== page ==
BBC fights for the arts, Celebrity help for starving people and others

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Sir: What a pompous pain in the cultural posterior Philip Hensher proved to be in his analysis of the cultural content of the BBC's output (12 November).

BBC fights for the arts in a new world of television choice

Sir: What a pompous pain in the cultural posterior Philip Hensher proved to be in his analysis of the cultural content of the BBC's output (12 November). According to Hensher all you need to do is to stick a camera in front of a painting, play or pianist; add a few comments from intelligent critics and the job ought to be done. How many would watch these Hensher offerings on BBC 1 is a reasonable question. Not many, given the vast range of choice available to today's viewers.

The BBC, quite rightly, has to live up to the Reithian formula "to inform, educate and entertain", not just for a small intellectual elite, but for the wider audience who represent the licence-fee payers. Popularising great art is a difficult but essential objective for the BBC. Hensher displays real arrogance when he dismisses the Rolf Harris series on great painters which gave enjoyment and education to millions. He says Harris is remote, grand and a monstrous egotist. On the contrary, he is a warm, clever, talented and natural communicator who can reach out to millions who would normally hit the channel changer if we used the Hensher formula for great art programmes.

I endorse Hensher's welcome for the new Culture Show and the BBC 4 content, but don't let's pretend we're back in the 1960s when many great cultural programmes received large audiences because there was little choice. As an ex-BBC governor I don't want to let the corporation off the hook; they could and should do more. But when they make culture exciting and appealing to a wider audience we should applaud their efforts because in today's multi-media world it is no mean achievement.

Southall, Middlesex

Celebrity help for starving people

Sir: I was disappointed by Joan Smith's sourly literal reading of "Do They Know It's Christmas?" ("Band Aid, famine and bone-headed celebrities", 15 November). I doubt that the Muslim mothers and children who'll benefit from the proceeds of the recording will be as concerned as she is by its "Christian" content, and I doubt also that many of them will join her in saying, "No handouts please: what we need here is a political solution."

Of course, what's needed is a political solution, but it may be a long time coming. Is her sneery dismissal intended to suggest that any other action in the meantime is pointless and naive? These people need help now and a political solution for the future.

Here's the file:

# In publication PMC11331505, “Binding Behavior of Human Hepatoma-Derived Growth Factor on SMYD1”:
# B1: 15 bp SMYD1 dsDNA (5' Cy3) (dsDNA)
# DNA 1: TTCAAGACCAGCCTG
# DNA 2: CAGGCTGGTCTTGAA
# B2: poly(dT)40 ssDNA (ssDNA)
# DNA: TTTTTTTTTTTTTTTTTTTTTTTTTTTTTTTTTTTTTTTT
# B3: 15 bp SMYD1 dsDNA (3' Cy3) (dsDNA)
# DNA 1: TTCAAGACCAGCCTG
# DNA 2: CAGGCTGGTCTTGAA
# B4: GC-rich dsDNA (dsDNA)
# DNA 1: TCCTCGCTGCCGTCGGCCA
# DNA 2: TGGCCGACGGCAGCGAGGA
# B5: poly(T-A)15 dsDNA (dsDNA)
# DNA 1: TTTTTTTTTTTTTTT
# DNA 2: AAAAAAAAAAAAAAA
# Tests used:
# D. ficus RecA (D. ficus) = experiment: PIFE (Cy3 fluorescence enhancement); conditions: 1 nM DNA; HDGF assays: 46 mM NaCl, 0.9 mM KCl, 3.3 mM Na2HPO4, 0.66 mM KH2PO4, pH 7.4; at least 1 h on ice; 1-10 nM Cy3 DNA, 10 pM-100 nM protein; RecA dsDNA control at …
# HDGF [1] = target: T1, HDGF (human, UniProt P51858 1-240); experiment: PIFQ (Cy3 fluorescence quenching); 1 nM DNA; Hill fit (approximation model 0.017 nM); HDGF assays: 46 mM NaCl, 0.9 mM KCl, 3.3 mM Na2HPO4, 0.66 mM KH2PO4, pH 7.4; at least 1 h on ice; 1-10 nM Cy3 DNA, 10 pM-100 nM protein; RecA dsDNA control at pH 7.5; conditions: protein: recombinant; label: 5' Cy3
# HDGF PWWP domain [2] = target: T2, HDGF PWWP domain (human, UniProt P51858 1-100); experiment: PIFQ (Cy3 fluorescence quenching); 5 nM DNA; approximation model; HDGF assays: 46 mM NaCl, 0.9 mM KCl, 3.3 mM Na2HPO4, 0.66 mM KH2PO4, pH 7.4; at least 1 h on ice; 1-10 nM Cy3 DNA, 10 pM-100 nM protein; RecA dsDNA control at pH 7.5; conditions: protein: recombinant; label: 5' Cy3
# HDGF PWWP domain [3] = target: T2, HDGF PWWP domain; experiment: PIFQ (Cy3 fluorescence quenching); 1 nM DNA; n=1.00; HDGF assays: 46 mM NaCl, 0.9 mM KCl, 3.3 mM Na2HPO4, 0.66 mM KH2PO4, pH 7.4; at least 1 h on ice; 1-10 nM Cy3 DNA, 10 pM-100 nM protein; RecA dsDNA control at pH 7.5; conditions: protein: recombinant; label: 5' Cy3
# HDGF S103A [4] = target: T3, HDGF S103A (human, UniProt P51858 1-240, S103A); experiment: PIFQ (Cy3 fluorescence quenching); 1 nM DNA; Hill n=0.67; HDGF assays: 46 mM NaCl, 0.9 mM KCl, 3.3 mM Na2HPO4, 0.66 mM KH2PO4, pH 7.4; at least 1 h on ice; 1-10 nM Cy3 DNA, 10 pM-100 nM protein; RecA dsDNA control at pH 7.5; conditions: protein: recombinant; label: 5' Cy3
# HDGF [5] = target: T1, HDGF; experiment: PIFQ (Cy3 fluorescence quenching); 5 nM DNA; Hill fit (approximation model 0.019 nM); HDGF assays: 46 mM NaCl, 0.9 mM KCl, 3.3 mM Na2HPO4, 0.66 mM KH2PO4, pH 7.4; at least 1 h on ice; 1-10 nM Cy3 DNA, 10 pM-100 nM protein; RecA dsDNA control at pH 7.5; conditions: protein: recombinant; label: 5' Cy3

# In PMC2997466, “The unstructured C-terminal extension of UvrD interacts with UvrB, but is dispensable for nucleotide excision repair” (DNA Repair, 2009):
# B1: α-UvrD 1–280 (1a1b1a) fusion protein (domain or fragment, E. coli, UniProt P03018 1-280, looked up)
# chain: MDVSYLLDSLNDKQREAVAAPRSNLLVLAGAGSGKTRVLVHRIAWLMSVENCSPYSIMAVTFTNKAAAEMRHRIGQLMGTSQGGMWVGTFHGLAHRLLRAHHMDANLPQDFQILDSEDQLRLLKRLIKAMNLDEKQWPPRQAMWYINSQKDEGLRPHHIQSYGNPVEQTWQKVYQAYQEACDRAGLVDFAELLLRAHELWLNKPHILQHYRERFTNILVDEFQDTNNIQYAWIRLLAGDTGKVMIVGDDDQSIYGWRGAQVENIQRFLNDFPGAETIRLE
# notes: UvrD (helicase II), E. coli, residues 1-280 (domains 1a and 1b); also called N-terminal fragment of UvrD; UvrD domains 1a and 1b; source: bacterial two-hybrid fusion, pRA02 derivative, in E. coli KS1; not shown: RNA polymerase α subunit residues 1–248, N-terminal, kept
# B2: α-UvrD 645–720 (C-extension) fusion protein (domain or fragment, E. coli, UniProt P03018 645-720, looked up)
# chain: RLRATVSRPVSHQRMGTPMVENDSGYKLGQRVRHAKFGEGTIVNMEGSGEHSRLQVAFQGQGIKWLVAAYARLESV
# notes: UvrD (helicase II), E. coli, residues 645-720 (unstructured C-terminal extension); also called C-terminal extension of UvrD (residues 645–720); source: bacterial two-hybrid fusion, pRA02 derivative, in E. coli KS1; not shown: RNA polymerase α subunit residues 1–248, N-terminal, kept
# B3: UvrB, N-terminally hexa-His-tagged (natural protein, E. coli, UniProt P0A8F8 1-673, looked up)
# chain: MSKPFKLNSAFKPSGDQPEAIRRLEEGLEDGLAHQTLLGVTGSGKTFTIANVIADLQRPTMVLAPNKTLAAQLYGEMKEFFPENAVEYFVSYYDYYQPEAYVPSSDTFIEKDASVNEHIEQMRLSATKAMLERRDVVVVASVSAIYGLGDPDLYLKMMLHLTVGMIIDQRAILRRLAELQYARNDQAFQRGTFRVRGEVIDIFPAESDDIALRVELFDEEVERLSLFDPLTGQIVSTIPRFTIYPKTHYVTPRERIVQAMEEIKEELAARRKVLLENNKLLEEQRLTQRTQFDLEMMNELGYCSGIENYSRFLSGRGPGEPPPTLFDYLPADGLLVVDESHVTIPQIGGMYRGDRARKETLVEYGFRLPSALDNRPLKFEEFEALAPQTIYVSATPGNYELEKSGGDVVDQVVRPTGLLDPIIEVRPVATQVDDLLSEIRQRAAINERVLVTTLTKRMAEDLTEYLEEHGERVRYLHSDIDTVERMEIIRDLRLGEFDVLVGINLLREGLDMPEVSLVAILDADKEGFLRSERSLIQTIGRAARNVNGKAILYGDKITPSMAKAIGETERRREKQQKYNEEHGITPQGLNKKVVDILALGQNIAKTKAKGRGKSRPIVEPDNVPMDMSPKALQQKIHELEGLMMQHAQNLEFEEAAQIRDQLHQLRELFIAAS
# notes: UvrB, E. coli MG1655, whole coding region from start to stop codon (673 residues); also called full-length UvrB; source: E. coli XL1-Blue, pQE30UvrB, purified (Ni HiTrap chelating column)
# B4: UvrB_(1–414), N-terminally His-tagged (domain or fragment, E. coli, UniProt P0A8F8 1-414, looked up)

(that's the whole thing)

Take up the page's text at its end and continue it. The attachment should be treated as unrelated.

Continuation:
I can't help feeling that what really annoys Joan Smith is that these musicians have "risen above their station" by having the temerity to think they can make a difference to the world without understanding it as completely as she obviously does. Perhaps, in fact, they can't, but is it really so awful that they tried?

London W11

Sir: Joan Smith complains about the cultural sensitivity involved in singing a song about Christmas to starving people most of whom are Muslims. I think she rather misses the point. The song's lyrics are aimed at the people who are buying the single. If the performers had sung "Do they know it's Ramadan?" somehow I don't imagine it would have resonated to the same degree with the general public in Britain and thus sold in any significant amounts.

Granted that what is really needed in Darfur is political action on a governmental level to combat the violence, in the interim would she have people sit back and do nothing? In the absence of government action, any action by charities to combat the suffering caused by this violence is to be welcomed. As so often in the past people power will end up shaming the Government into action.

Newtownabbey, Co Antrim

Voters of Fallujah

Sir: Come January the happy survivors of Fallujah will vote for the democratic ideal as demonstrated on the city over the past week or so.

The inconveniences of destruction, death, untended wounded, no water, no electricity, no hospital, no outside help will not deter them from queuing eagerly and early at their polling stations to express their undying gratitude to the heralds of democratic freedom, the example of Fallujah a shining beacon to the peoples of Iraq and beyond.